“That’s when his game just took off,” Nate Sr. said.
Mason studied Paul’s style of play closely and tried to emulate him, particularly the way the Clippers star controls every facet of a game. They became friendly through AAU and still communicate occasionally through texts.
“I like how he carries himself,” Mason said. “I’ve always looked up to him.”
He especially admires the way Paul attacks the defense on pick-and-rolls. Mason loves ball screens and the freedom to drive to the basket or pull up for a midrange jumper depending on how he’s being guarded.
“Coming off the ball screen, if I see open space, I’m going to shoot it,” he said. “That’s my sweet spot. If the big guy plays too far back and that guard is a little bit late, it’s going up. And I think it’s going to go in every time.”
Mason has played basketball for as long as he can remember. Having that taken away at the end of last season crushed him.
Gophers coach Richard Pitino suspended Mason, Dupree McBrayer and Kevin Dorsey after an lewd video was posted on a social media account belonging to Dorsey, who transferred after the season. The three didn’t commit a crime, just showed poor judgment.
Mason hated being in public after the incident because he was embarrassed. He called home constantly to apologize. His parents noticed he lost weight.
“I told him that if this is the biggest mistake of your life, you’re going to have a great life,” Nate Sr. said. “A lot of us make mistakes. Some of us can’t rebound from it. This is one you can rebound from. You see it this year in his play and his attitude. Even when he talks, it’s all different now.”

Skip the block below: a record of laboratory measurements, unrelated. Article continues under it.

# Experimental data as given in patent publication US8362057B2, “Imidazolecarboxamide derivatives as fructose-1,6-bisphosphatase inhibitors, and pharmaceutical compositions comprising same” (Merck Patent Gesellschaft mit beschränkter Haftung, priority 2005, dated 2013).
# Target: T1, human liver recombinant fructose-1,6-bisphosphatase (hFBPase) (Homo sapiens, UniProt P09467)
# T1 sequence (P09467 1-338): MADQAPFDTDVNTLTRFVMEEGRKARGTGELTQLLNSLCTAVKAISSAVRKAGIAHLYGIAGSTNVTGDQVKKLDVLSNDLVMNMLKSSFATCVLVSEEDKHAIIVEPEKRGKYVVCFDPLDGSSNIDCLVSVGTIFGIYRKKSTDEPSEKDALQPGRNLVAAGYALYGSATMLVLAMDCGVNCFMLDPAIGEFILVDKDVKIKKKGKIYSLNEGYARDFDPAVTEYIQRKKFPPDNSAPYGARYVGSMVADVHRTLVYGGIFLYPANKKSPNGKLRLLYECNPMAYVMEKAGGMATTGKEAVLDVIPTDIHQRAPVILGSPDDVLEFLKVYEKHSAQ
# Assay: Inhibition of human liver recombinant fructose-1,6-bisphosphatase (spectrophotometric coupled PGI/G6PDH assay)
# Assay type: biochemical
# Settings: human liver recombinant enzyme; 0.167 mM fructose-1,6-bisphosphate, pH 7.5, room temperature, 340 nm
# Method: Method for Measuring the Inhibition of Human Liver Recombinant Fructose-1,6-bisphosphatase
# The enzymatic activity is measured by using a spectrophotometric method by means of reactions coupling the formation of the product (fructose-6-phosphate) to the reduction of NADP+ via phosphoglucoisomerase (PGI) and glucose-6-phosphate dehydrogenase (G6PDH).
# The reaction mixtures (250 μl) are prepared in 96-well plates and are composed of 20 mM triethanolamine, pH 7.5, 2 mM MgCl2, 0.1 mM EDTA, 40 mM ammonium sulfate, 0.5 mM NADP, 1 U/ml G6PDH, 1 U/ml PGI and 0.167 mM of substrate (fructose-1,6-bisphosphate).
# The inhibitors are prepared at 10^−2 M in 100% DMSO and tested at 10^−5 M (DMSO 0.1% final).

Basketball became his escape. Mason said he went out socially only one night last summer. He worked out like never before.
“I lived in the gym,” he said. “That [incident] definitely made me grow up and matured me real quick. It was like, ‘You’ve got to really focus.’ ”
He displayed that focus all season, particularly in Big Ten games. He finished in the top five in the league in scoring, assists, steals, free-throw shooting and assists-to-turnover ratio in conference games.
His leadership has blossomed, too. Pitino appreciates his point guard’s poise and confidence but also his approach.
“Same demeanor every day,” Pitino said.
Mason credits a video that Pitino showed the entire team of Kansas point guard Frank Mason III during a hard-fought game this season. KU’s Mason kept bending over, clearly fatigued, but he made key plays in crunch time to lead his team to victory.
“Coach just showed us how resilient the good teams are when they’re tired,” Nate Mason said. “Fortunately, he showed us right before we had a tough game [vs. Iowa]. It motivated us a lot to push through.”
The Gophers won in double overtime as Mason finished with 25 points, seven assists, five rebounds and two blocks.
Two weeks earlier, Mason’s father visited for the Wisconsin game. He met a family with two young kids at Williams Arena and struck up a conversation. One of the boys asked if he was indeed Mason’s dad.
“Nate is my favorite player,” the kid said.
Nate Sr. beamed with pride.